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An Early Assessment of Hurricane Harvey’s Impact on Vulnerable Texans in the Gulf Coast Region: Their Voices and Priorities to Inform Rebuilding Efforts

Section 7: Language and Immigration Issues

Immigrants, particularly those who do not speak English well or do not have legal resident status in the U.S., can be particularly vulnerable to the effects of natural disasters and their aftermath for many reasons, including that they may lack the literacy necessary to navigate the systems in place to help people affected, they may be ineligible for benefits, or they may be hesitant to seek help for fear of exposing their own or a family member’s legal status.

Figure 26: Majority of Likely Undocumented Immigrants Worry About Drawing Attention to Legal Status if They Seek Help

The survey used questions to determine the likely immigration status of respondents by asking those who were born outside the U.S. whether they were a permanent resident (i.e. had a green card) when they came to the U.S. or if their status had been changed to permanent resident since arriving. Overall, 12 percent of residents in the 24-county area, including 27 percent of Hispanics, say they have not been granted permanent resident status, indicating that they are likely to be undocumented immigrants. Of this group, seven in ten (73 percent) were directly affected by Harvey, including two-thirds (68 percent) who experienced a disruption in their employment and three in ten who say their home was damaged.

Among those who are likely to be undocumented immigrants, a majority says they are very worried (39 percent) or somewhat worried (17 percent) that if they try to get help in recovering from the hurricane, they will draw attention to their own immigration status or that of a family member. Even among immigrants who are legal residents, about one in five (21 percent) worry about drawing attention to someone else’s status.

Language issues also presented a barrier for some individuals, regardless of immigration status. Among Hispanics who completed the survey in Spanish (42 percent of all Hispanics), three in ten say it was very or somewhat difficult to find the information they needed in Spanish when trying to get recovery help, while four in ten say it was easy and another quarter say they did not seek help.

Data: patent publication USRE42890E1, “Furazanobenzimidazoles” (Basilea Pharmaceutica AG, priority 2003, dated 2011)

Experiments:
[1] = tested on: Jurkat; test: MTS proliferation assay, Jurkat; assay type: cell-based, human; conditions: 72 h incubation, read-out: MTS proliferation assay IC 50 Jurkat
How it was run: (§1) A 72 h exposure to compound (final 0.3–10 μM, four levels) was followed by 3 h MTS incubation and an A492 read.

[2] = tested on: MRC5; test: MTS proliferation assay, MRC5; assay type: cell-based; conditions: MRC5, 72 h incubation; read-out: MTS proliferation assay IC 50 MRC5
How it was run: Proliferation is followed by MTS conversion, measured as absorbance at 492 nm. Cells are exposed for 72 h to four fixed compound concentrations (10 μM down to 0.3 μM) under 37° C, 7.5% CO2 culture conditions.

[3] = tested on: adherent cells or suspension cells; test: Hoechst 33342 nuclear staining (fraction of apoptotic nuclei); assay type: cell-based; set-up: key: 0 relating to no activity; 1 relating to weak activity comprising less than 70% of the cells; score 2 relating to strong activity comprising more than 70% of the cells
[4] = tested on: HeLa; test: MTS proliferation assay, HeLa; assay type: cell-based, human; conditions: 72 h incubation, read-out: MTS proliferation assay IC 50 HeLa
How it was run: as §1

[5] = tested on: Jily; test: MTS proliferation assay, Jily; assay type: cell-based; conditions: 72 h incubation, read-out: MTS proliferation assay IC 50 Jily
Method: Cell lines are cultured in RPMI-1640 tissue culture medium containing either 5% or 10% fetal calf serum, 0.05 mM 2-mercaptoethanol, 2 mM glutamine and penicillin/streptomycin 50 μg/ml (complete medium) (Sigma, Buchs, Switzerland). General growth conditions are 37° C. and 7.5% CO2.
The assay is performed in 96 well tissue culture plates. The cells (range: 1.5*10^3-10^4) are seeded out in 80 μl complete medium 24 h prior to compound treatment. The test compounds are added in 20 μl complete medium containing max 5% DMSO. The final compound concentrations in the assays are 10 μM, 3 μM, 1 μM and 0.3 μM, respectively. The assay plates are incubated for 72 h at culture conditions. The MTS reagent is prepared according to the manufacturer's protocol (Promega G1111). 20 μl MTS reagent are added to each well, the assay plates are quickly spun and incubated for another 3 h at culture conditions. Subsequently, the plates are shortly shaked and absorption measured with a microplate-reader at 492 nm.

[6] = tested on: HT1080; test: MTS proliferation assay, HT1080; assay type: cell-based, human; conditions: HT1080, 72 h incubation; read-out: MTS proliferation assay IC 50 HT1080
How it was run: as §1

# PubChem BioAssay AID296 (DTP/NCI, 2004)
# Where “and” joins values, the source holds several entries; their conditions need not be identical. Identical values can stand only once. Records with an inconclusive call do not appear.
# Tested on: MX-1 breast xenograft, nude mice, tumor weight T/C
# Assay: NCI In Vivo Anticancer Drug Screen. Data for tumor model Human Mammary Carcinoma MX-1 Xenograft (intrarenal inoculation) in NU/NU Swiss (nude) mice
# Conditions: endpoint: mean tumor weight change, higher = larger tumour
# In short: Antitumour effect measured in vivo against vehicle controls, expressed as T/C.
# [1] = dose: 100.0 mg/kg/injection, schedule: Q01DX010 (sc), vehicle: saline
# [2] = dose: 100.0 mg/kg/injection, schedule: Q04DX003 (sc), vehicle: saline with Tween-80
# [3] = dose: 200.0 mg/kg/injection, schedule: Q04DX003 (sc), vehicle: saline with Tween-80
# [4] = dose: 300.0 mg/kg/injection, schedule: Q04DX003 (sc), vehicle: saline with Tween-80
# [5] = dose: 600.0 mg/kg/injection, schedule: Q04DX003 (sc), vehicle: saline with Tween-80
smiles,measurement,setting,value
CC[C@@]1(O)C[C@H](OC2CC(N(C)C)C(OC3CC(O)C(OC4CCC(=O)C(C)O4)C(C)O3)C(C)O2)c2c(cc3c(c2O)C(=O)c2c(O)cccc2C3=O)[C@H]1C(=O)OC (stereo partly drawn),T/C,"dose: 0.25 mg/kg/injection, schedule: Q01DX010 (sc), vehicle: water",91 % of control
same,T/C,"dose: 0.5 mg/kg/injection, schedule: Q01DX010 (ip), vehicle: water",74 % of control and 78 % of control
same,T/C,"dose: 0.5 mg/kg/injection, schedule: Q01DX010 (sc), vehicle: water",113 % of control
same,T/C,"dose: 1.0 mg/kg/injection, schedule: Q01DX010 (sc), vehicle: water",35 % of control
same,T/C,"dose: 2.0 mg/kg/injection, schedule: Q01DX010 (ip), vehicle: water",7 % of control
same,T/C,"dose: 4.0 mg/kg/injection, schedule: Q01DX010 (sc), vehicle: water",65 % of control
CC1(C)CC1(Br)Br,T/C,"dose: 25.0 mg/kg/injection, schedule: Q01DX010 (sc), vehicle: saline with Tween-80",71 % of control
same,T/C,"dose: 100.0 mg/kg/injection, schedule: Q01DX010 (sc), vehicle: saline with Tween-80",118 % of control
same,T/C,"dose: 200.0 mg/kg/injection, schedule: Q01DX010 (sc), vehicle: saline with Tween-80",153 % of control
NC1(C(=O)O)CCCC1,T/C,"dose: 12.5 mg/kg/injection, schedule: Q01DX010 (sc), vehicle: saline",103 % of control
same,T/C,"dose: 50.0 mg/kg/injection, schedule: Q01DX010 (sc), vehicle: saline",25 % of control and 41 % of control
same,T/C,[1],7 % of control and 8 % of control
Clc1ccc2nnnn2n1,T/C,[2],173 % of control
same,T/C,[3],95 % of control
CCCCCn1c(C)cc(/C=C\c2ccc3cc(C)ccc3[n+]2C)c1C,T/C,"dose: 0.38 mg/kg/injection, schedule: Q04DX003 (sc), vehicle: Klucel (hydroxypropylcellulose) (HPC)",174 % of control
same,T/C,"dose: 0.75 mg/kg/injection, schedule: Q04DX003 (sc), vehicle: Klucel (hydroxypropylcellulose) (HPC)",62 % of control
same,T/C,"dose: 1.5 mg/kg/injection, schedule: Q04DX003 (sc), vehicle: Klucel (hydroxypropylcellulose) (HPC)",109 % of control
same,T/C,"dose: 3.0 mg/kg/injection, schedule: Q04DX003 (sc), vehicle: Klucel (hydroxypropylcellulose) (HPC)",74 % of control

Figure 27: Three in Ten Spanish Speakers Say It Was Difficult to Find Information in Spanish When Seeking Help After Harvey

Focus group highlight: Language and immigration issues

Two of the focus groups in Houston were conducted in Spanish, including one with individuals who identified as undocumented immigrants. Most Spanish speakers said that when seeking information or help since the hurricane, they were able to find people to help them in Spanish. However, most also felt that it took longer to get help in Spanish than in English, and that Hispanics were getting less help than others. For those who are undocumented, some said they did not want to seek assistance because they expected to be asked for a social security number, or they feared being reported to immigration. Most turned to informal networks (friends, families, and neighbors) for help rather than official sources.

“They check it [identification] for everything. Even for giving you help, they want your social security. They want to look at your taxes.” – 45-year-old undocumented Hispanic male, Houston

“My sister-in-law, they were gonna cut off her power and the company said to call an organization. First thing they told her is, ‘If you don’t have a Texas ID, we cannot help you.’” –42-year-old undocumented Hispanic female, Houston

“What happens is, as Hispanics in the Hispanic community, we don’t really have a federal program or a government program to help the small businesses like ours. We don’t really have an agency that we can go to.” – 58-year-old Hispanic male, Houston

Section 6: More Details on Health and Mental Health Issues Conclusion

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